literary devices in merchant of venice act 3 scene 2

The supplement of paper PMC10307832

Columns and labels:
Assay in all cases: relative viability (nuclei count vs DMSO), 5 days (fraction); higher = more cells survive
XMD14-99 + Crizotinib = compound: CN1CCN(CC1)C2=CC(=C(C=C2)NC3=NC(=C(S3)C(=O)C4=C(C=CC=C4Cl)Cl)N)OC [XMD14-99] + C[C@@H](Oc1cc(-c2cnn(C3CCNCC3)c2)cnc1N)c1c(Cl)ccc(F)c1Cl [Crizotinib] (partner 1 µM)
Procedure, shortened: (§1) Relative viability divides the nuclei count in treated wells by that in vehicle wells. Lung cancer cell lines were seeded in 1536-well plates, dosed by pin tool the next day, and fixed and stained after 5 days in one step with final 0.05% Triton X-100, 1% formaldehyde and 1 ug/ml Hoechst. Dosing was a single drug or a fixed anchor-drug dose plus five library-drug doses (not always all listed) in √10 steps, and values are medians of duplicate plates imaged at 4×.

Antonio – a merchant of Venice; friend of Bassanio 2. Bassanio is "engaged" to Antonio by his this bond. Bassanio pledges his whole self to Antonio before the court. Unlike Morocco who tried to convince Portia of his worth with words, or Arragon who believed that he was inherently worthy of Portia, Bassanio buys Portia's affections. "unforfeited..."  See in text (Act III - Scene II). See in text (Act I - Scene III). "—..."  Characteristics Of Merchant Of Venice A Comedy 868 Words | 4 Pages. See in text (Act V). "me pay his debt..."  See in text (Act I - Scene I). Launcelot decides to play a prank on him. See in text (Act IV - Scene I). One of the major features of this speech is Portia’s prominent use of antithesis. However, because money is more important to Antonio than God, he does agree to take this bond. See in text (Act I - Scene I). Not that, I hope, which you receiv'd of me....", "He knows me as the blind man knows the cuckoo,...", "The man that hath no music in himself, "cutler's poetry..."  Dramatic speech is less about the subject of the outburst and more about the person speaking. This is a description that doubles as an insult since a colt would be a silly and inexperienced young person. "common drudge..."  This is ironic because mercy is a cornerstone of the Christian faith, yet none of the Christians showed Shylock mercy earlier in the play. See in text (Act I - Scene II). "fair flesh..."  While the test appears to show someone's inner character, it seems that its intention and execution are askew. See in text (Act II - Scene II). This suggests that Bassanio already knows the answer to the test and uses this speech to justify his knowing. "thee..."  In Judaism, mercy comes from personal atonement rather than divine mercy. See in text (Act I - Scene II). "he only loves the world for him..."  Gobbo is long winded and attempts to fill his speech with flowery language and metaphors. See in text (Act II - Scene III). "holy crosses..."  By this Shylock means that he and other Jewish lenders were just talking about Antonio, presumably because Antonio's interest free loans have spoiled their business. The Duke offers Shylock to reduce the amount of money he owes the state to a fine by acting "humble." Launcelot cannot decide whether or not to stay with his master. "circumstance..."  Unlike the trials of Morocco or Arragon, Portia plays Bassanio a song that will give him the answer to the question if he pays attention. Portia wishes that Bassanio would stay with her longer, but she claims that it is not love that compels her to ask him to stay. Bassanio vaguely gestures at her physical appearance, but he spends more time comparing her to figures from mythology than describing her personality or "wondrous virtues." 3. "old carrion!..." By this Solanio means Antonio must be able to pay off his debt to Shylock by its due date or Shylock will exact his revenge by brutally collecting his debt. However, her privileged position as a Christian heiress makes this statement both condescending and ignorant to the plight of marginalized, and systemically powerless, people such as Shylock. See in text (Act IV - Scene I). The Prince of Morocco meets with Portia and tells her that he is often considered very handsome on account of his black skin. Here, the song focuses on the internal nature of love, suggesting that other suitors failed because they interpreted the test in a shallow way. Since national identification was extremely important during Shakespeare's time, these descriptions would have been extremely funny to Shakespeare's audience. Notice that both Gobbo and Launcelot do not give each other room to speak. Here, Lorenzo claims that there is something inherently wrong with people who do not like music. Because Jessica has just said that she does not like music, this criticism seems to be directed at her. See in text (Act II - Scene VIII). This is a form of humiliation meant to put Shylock back in his place. Portia transforms her love and her wealth into a symbol, this ring. See in text (Act III - Scene I). Notice how the concept of "mercy" has changed here. By this Gratiano means that had he been in charge, Shylock would have faced a jury of twelve men and been sentenced to hang. In this way, Portia mocks the suitors for not only their bad choices but their decision to pursue her in the first place. This picks up the themes present in Portia's storyline in a comedic and low space: like Launcelot, Portia is subject to her father's intervention in her affairs. See in text (Act V). See in text (Act II - Scene II). Read every line of Shakespeare’s original text alongside a modern English translation. "his eye being big with tears..."  what should I gain..."  See in text (Act II - Scene IV). Solanio wishes that he had the appropriate language to talk about Antonio's good character. 3) POETRY and IMAGERY - A translation of Portia’s “Quality of Mercy” speech and an explanation of some of the … "called..."  This is another way in which Shakespeare uses the description of the suitors to make fun of France and Scotland, two of England's political rivals. Belmont. We now meet Portia, who turns out to be more than a spoiled little rich girl. She asks him to “tarry,” to “pause a day or two,” to “forbear awhile”; anything, she tells him, to keep him from possibly choosing the wrong casket. If Antonio positions himself as a martyr who will save Bassanio and the law and order of Venice, then Shylock implicitly becomes the devil who seeks to destroy. See in text (Act IV - Scene I). "confirm'd, sign'd,..."  "alien..."  See in text (Act III - Scene II). This close reading assessment features 12 text-dependent, high-order questions to promote improved reading comprehension and analysis of Shakespeare’s The Merchant of Venice (Act 2, Scene 2). What is interesting about this test, is that Morocco did not choose this casket because of it's appearance as the scroll suggests, but because of what was written on the casket; he reasoned through his decision. Launcelot mistakes the phrase "the devil incarnate," literally the devil embodied in the flesh, for "the devil incarnation," which at this time referred to the birth of Jesus. Portia states that it will be accomplished when they dress as men. Their inability to see past the shallow interpretation of this interaction demonstrates that they don't know what they are seeing, and thus provide an interpretation of events that the audience should not readily accept. " Publication date: to. See in text (Act I - Scene I). Portia gives Antonio a ring to give to Bassanio. See in text (Act IV - Scene I). Notice how religion and imagery of money are mixed within this scene. This suggests that Bassanio doesn't really know anything about Portia and is mostly interested in her wealth. See in text (Act V). As a man hated for his religion and denied all other avenues of work, he cannot survive in Venice without his money and his trade. Notice that Shylock uses animal imagery within this scene to explain his reasoning. File type. While Shakespeare's audience might have found this scene funny, we can also read Launcelot as a despicable character for his lack of honor. Notice that Lorenzo's love for Jessica is introduced with a description of her skin. ...", "The quality of mercy is not strain'd, She uses Shylock as an example to all other 'aliens' that try to use Venetian laws for their own benefit. Privacy | Terms of Service, Endpaper from Journeys Through Bookland, Charles Sylvester, 1922, "refuse to perform your father's will...", "do a great right, do a little wrong;...", "The throned monarch better than his crown; Is fit for treasons,..."  This suggests that the Christians have learned nothing and that the antisemitic hierarchy persists in Venice. Bassanio – an Italian lord; suitor to Portia 3. salerio, solanio, ... plot – the series of events in a literary work 11. sub-plot – a secondary story line in a literary work ... Act 1, scene 3 9. provided that your fortune..."  Notice that Shakespeare tells the audience about the test Portia's father created using Nerissa's lines. See in text (Act III - Scene II). See in text (Act III - Scene II). They are deceptive and lower than animals as animals are even moved by "sweet sounds." While an unsympathetic audience may hear Shylock's words as a reflection of an obsession with money, Shylock highlights the lack of mercy within this sentence. This undermines his characterization of Shylock as a "devil" and lends sympathy to the persecuted Jewish characters. " See in text (Act III - Scene II). They are in Venice to save Antonio. Act 1. Year Published: 1597 Language: English Country of Origin: England Source: Shakespeare, W. (1597).The Merchant of Venice.New York: Sully and Kleinteich. 2) VERSE - Student handouts on iambic pentameter to support part of the workshop. Become a Reader Member to unlock in-line analysis of character development, literary devices, themes, and more! And bid him keep it better than the other...."  Scene 2. This line directly contradicts the vision of Shylock as a money hoarder; it also makes Jessica an unsympathetic character as she clearly does not care about the importance of the ring, "instruction..."  Portia essentially states that power comes from mercy rather than privilege. This worry foreshadows the end of the play and offers a reason for Shylock's behavior later in the play. The Merchant of Venice- Act III, Scene II By: Leila, Chantelle, Abbey, and Arisha Discussion Questions 1. "incarnation..."  See in text (Act III - Scene II). Shakespeare's writing style set up a lot of drama for the reader. Bassanio asks for special treatment that will allow his friend out of the constraints of the law. Act 2: Scene 4 “And never dare Misfortune cross her foot,” ALLUSION Misfortune is capitalized because it is an allusion to mythology. This exchange is a parody of grief. "But more..."  Discussion use for the classroom. least themselves..."  Here, Launcelot performs a parody of a psychomachia, a conflict of the soul generally shown by a devil and an angel sitting on opposite shoulders and fighting it out for the subject's soul. "I look like ..."  Even though Portia was in disguise in Venice, the immediate recognition that occurs in this scene problematizes Bassanio's easy acceptance of Portia's disguise. "inscroll'd..."  This double meaning hints at Launcelot's only solution to Jessica's "damnation": if she is not actually Shylock's daughter but an illegitimate bastard. He justifies his bond in saying that a pound of man's flesh has no monetary value and that he will not profit from it. Notice that unlike Portia's caskets, from which suitors must choose lead instead of gold or silver, Jessica chooses a casket full of gold and silver to throw to Lorenzo. See in text (Act I - Scene III). This is a rather blatant confession of romantic love for Bassanio. "Earth-treading stars that make dark heaven light" ***This is an oxymoron because it is saying that the "earth treading stars" bring light to the dark heavens. An answer key is provided. Shylock uses these examples of arbitrary hatred - such as that towards pigs, cats, and bagpipes - as reasoning for hating Antonio. See in text (Act II - Scene II). See in text (Act II - Scene VIII). Belmont. The Merchant of Venice ... KS4 | Plays. See in text (Act V). In this way, Shakespeare reminds the audience of Portia's problem and returns to the main action of the play. Act III, Scene Three. His final compliment, that she has "proved herself true," is contradicted by the very action of running away with him: she has proved herself untrue to Shylock. Notice that Shylock makes the exact opposite claim to Launcelot's complaint. (2) Portia and Nerissa lack manly qualities. "The man that hath no music in himself, Notice that while Shylock uses animal comparisons to explain his rage, Gratiano metaphorically fuses Shylock with an animal in order to dehumanize him. See in text (Act V). How begot, how nourishèd? "treason there is mingled..."  On Yom Kuppur, one fasts, prays, and undertakes apology and restitution for their sins in order to seek atonement, rather than forgiveness, from God. Converted in this context touches on two of the play's main themes by connoting both a monetary conversion and a religious conversion. Language of marriage and love and choice ; she imagines his failure a! Summary of part X ( Section5 ) in William Shakespeare the dead line answers eNotes.com will help you any... Are given a number of quotations and opinions on the hip.... '' See text... State to a Christian context in which characters rapidly exchange dialogue to build and! 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